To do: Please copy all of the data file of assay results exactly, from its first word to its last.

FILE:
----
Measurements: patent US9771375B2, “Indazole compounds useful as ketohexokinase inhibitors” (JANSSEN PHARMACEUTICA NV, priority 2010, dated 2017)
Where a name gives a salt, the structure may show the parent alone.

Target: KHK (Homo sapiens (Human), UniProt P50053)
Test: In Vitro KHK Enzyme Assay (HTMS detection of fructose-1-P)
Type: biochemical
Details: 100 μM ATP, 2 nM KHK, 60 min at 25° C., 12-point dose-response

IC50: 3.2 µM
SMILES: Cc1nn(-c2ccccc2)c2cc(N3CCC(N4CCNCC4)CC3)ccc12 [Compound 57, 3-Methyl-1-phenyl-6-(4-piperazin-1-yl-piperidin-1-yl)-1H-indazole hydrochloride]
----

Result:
Measurements: patent US9771375B2, “Indazole compounds useful as ketohexokinase inhibitors” (JANSSEN PHARMACEUTICA NV, priority 2010, dated 2017)
Where a name gives a salt, the structure may show the parent alone.

Target: KHK (Homo sapiens (Human), UniProt P50053)
Test: In Vitro KHK Enzyme Assay (HTMS detection of fructose-1-P)
Type: biochemical
Details: 100 μM ATP, 2 nM KHK, 60 min at 25° C., 12-point dose-response

IC50: 3.2 µM
SMILES: Cc1nn(-c2ccccc2)c2cc(N3CCC(N4CCNCC4)CC3)ccc12 [Compound 57, 3-Methyl-1-phenyl-6-(4-piperazin-1-yl-piperidin-1-yl)-1H-indazole hydrochloride]